Memories of the Revolution
China’s Yellow River (also known as China’s Sorrow) has made at least five major course changes since 602 B.C. During these tumults, the river destroyed everything in its path, causing major floods and killing hundreds of thousands of people. But along with devastation, the floods also brought to China some of the most fertile soil in the world, annually producing large crops. Chinese-born choreographer Yin Mei’s Nomad: The River, a new work presented at Dance Theater Workshop in March, explores the destructive and life-giving dichotomy of the river and, in a larger sense, uses this to serve as a metaphor for the more personal, namely Yin Mei’s reassessment and examination of her own identity.
Yin Mei, once a child of the Cultural Revolution, muses on a passage she wrote as a seven-year-old: “Whatever our enemies are for, we are against/Whatever our enemies are against, we are for/I will become a steal and iron fighter/I am the red air of the revolution.” What happens when a grown woman of forty-two questions how her once young, innocent hand could have scribbled down phrases filled with such vehemence? What happens when that same woman wonders who she is, if not “the red air of the revolution”? Such questions preoccupy Mei in Nomad: The River, which invokes nightmarish images recalled from her experiences.
In addition to dancers Gaye Atay, Sonja Kostich, and Pedro Osorio, who appear to be nothing more than ghostly shadows behind three rows of 3’ x 7’ fiberglass sheets, the stage is saturated with Christopher Salter’s projections of tree branches. The images thicken and multiply, pulsing with fluid and morphing into what look like veins or rushing rivers. Along with the movement, the images bring a texture to the work. The dancers lure the audience into a world of memories. Dancers stick their arms through the sheets and beckon with their fingers. They grab their throats as if being hung to the soft groan of cicadas.
At one point, Yin Mei re-creates a life-altering memory, one that prompted her to question her role in the revolution. One sunny day, as Mei recalls it, she saw a bereaved mother collecting the body of her executed son, a counterrevolutionary. It began to thunder and rain, though the sun remained brilliant and shining. “Were the heavens crying for this murdered man?” she wonders. “Was this a crime?” Using metal sheets, Mei dramatizes the memory. Women wrap the square sheets around their waists as if donning skirts of armor. In triangle formation, they diligently step forward as “steal and iron fighters,” shaking the sheets overhead to create the roar and rumbling of thunder.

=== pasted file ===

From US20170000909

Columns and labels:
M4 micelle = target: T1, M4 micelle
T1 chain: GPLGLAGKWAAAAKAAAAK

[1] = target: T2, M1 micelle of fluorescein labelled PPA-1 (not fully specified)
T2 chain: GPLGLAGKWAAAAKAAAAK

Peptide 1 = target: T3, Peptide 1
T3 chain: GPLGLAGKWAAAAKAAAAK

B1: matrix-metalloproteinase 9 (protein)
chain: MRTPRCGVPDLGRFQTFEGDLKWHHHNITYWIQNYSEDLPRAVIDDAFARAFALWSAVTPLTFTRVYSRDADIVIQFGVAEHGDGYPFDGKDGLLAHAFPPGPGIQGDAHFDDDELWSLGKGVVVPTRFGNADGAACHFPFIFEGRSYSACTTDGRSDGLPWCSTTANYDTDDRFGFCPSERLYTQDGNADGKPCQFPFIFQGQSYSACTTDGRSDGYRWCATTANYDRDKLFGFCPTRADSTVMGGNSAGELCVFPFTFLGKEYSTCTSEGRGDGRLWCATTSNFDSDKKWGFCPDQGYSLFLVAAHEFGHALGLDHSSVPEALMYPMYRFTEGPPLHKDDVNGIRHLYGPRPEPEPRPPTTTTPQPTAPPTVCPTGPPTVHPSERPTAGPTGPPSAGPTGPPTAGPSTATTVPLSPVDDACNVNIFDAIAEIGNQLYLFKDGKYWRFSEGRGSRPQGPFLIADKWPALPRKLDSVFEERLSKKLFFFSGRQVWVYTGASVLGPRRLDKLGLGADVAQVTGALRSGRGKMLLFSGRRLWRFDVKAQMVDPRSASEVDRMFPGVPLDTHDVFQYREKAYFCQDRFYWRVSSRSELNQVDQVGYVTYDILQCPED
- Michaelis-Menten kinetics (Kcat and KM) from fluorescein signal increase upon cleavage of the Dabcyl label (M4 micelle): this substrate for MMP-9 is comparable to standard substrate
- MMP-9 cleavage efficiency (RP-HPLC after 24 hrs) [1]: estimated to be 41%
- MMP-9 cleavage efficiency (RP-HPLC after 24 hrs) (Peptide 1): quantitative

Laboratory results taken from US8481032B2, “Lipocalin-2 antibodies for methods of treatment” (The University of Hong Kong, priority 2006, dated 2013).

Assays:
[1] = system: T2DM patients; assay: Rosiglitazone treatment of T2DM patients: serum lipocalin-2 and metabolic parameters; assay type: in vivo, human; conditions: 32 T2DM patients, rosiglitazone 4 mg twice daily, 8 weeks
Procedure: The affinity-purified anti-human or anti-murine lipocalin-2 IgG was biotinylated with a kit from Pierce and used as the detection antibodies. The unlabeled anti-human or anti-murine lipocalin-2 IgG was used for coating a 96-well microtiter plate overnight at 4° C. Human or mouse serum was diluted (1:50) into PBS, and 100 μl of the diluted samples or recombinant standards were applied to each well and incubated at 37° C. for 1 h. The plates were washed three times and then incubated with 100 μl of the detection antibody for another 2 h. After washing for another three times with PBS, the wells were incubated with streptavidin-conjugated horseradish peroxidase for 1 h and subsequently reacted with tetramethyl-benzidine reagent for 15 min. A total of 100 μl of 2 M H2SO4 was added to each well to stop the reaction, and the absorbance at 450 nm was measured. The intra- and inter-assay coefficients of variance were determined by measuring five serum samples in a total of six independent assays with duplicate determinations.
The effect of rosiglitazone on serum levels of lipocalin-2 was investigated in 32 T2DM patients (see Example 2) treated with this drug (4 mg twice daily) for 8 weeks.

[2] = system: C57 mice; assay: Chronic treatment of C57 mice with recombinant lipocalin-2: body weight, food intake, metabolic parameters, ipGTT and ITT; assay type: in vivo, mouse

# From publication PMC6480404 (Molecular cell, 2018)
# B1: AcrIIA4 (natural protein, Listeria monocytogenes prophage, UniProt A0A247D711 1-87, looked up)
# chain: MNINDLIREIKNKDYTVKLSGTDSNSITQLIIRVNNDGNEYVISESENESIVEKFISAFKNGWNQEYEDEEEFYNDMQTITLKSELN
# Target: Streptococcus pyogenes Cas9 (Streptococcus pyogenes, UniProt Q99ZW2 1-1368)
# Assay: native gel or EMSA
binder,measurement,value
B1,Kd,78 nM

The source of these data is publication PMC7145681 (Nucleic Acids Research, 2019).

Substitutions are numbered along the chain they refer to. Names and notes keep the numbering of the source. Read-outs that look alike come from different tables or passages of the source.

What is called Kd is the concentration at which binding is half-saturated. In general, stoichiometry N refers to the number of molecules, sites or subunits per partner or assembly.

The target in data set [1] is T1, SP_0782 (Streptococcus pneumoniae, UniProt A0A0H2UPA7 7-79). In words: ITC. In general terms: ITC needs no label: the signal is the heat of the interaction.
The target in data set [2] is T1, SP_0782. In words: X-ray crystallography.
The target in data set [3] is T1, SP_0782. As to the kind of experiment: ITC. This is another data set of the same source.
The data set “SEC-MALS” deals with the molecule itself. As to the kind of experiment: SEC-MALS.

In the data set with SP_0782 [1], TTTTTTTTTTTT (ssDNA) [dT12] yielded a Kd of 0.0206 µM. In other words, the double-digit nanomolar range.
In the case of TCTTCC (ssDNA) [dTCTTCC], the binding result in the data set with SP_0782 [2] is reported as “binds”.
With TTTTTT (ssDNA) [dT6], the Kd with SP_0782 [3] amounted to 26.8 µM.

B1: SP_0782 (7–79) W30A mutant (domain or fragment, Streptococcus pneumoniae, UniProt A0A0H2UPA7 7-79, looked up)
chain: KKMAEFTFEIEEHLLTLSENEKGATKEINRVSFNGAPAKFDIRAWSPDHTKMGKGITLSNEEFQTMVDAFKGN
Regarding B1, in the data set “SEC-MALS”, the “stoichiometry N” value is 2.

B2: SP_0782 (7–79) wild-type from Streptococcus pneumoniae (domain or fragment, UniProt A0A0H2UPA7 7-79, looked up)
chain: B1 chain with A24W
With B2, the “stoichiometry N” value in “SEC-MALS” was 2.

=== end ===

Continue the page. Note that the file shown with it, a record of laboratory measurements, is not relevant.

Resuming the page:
Yin Mei’s choreography is filled with a sense of silent suffering. A subtle limp, closed eyes, or an unwilling, sustained drop to the floor bespeaks resistance or the sorrow inherent in having no choice. When Osorio covers the other dancers’ legs with red paint, they dutifully lift up their skirts, looking helplessly into the distance. The image is powerful, but when coupled with the heavy-handed lyrics of Keren Ann or the overly sentimental rounds of Philip Glass, it verges on the verbose. Mei’s movement is best when resonating with sounds of nature or the electronic samplings of Salter. And while Nomad: The River is deeply rooted in Mei’s personal experience, the work is abstract enough for viewers to find their own personal connections to this journey of self-discovery.
Nicole Pope is a dancer and writer living in Brooklyn.
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